It is widely anticipated that the world economy is headed toward a downturn, and with the possibility that high inflation rates persist even amid a recession, the result could be the first stagflation environment since the 1970s. This comes at a time when companies are already dealing with a confluence of crises and disruptions: Supply chain constraints, geopolitical tensions in key markets, labor shortages, high consumer prices and an uncertain recovery from a global pandemic.
As they work to weather the economic turbulence, companies will likely look for new and innovative ways to cut costs and increase liquidity. The legal department has an opportunity to position itself as part of the solution that allows businesses to survive and thrive during this period of upheaval. Research shows that in-house lawyers are increasingly recognizing the value-generating potential of the legal department: Over half (54%) of GCs say the legal department is understood to add value to the business by pursuing recoveries through litigation or arbitration. An even larger majority (69%) say identifying new ways to add value to the business is the most important means by which in-house lawyers can contribute to the success of the company.
There are a few ways that corporate legal departments can demonstrate the ability to solve business problems in a downturn using tools like legal finance.
With inflation at a 40 year high, legal departments need to offload expenses
With the costs of doing business soaring, legal departments will be expected to cut costs and do more with fewer resources.
In a recession, companies are even less happy to send money out of the door to pay for the ever-rising fees and expenses involved in litigating and arbitrating meritorious claims. But when times are bad, more deals go bad—so legal departments are faced with the problem of potentially more meritorious affirmative claims, but fewer dollars available to seek redress for those damages.
However, companies shouldn’t leave meritorious claims unpursued. When a company is harmed by rule breakers, litigation may be the only way to be made whole. The company may even have a fiduciary duty to its stakeholders to recover lost value through litigation.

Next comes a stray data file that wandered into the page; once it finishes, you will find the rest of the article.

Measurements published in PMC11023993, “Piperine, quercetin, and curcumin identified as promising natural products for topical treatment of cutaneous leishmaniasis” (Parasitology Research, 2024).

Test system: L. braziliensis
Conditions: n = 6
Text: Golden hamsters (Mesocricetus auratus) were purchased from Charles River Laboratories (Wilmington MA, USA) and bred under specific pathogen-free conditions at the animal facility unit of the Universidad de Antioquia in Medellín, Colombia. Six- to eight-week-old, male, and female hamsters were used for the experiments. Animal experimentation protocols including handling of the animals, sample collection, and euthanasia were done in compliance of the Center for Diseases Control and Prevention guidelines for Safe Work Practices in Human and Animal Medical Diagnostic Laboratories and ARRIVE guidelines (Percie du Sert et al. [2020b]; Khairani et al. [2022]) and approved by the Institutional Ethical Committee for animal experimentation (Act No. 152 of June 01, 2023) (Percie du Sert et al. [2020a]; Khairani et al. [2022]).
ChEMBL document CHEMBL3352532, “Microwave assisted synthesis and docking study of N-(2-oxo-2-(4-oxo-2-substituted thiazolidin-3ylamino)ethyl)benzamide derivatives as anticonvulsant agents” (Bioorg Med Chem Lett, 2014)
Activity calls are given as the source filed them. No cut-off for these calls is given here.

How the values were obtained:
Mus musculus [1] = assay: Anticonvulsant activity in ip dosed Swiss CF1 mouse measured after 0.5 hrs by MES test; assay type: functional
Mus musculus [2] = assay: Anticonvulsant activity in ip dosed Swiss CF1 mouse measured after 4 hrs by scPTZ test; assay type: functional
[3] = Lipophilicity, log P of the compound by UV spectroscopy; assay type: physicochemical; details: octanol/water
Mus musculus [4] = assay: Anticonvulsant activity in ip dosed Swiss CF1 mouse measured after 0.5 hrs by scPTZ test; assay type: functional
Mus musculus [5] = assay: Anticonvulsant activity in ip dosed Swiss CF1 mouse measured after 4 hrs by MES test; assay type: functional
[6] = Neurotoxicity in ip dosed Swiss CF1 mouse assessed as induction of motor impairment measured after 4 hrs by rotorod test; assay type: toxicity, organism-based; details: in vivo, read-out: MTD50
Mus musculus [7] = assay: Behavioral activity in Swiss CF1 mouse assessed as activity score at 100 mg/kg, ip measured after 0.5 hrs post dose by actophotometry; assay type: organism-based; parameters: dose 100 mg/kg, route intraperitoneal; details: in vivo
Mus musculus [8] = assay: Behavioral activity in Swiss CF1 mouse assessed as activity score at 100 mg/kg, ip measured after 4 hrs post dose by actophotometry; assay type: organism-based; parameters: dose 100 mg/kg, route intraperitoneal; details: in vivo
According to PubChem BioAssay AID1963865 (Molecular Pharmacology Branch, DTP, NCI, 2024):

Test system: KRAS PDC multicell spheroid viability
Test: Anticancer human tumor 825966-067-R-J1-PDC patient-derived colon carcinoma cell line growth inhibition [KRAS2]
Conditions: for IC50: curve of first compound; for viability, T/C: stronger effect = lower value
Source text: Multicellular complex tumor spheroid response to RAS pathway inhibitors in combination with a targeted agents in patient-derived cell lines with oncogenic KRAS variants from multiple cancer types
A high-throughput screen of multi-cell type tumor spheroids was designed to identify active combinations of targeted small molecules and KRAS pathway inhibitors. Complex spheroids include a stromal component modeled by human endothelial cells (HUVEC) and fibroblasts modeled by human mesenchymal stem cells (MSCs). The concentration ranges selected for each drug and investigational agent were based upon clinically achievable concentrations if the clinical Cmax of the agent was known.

With legal finance, legal departments can offload the costs and risk associated with pending claims and awards. Because legal finance is also usually non-recourse (meaning the finance provider is repaid only if and when the legal dispute is resolved successfully), companies can pursue meritorious litigation with beneficial outcomes for the business without adding cost or downside risk. Burford’s business was founded in the wake of the last global downturn in 2009, as demand for the financing of strong individual claims and capital facilities tied to multiple claims and defense matters increased.
As the cost of debt rises, companies seek other sources of business capital
As the cost of capital increases, companies need to look at new ways of raising capital for the business, instead of taking on more debt. Not only is the cost of debt rising, but the markets are also less likely to invest in companies that are high leveraged. Companies with levels of debt six times more than their EBITDA are more likely to suffer on the stock market, making it even harder to pay off existing debt.
For companies looking to play offense as well as defense—by selectively reinvesting capital for competitive outperformance in a down market—there could be latent value in their pending litigation and arbitration claims that could be unlocked to provide liquidity.
A significant legal finance growth area for corporates is the acceleration of expected damages tied up in a pending litigation or arbitration, or in an unenforced judgment or award, often called “monetization”. Distinct from using legal finance to pay legal fees and expenses incrementally as a matter progresses, companies can use legal finance to accelerate a portion of a pending claim, judgment or award as cash, with a legal finance provider advancing non-recourse capital that would otherwise be unavailable until that claim, judgment or award is fully adjudicated and enforced.
This provides an immediate influx of cash and helps businesses in three ways:
- Advances cash now that may be used for business purposes unrelated to litigation
- De-risks litigation and ensures a minimum recovery regardless of outcome
- Provides control over the timing of recoveries
Even companies with ample cash to pay lawyers’ fees and expenses often prefer immediate liquidity over waiting potentially years to unlock the captive value of claims, judgments and awards—especially given the probability of declining business revenues and the prospect of increased capital constraints.
In times of uncertainty, Burford is the institutional partner for legal finance
In a 2020 survey, 70% of lawyers said that their companies and law firms were likely to use finance to offset recession impacts. As an institutional-quality capital provider, trusted by Fortune 500 and FTSE 350 companies, Burford stands as a ready partner to companies in good times and bad. In fact, corporate clients accounted for more than half (56%) of Burford’s commitments in 2021. With the industry’s best team and most professional process, Burford has the capital and expertise to help companies of all sizes navigate the unprecedented business challenges ahead.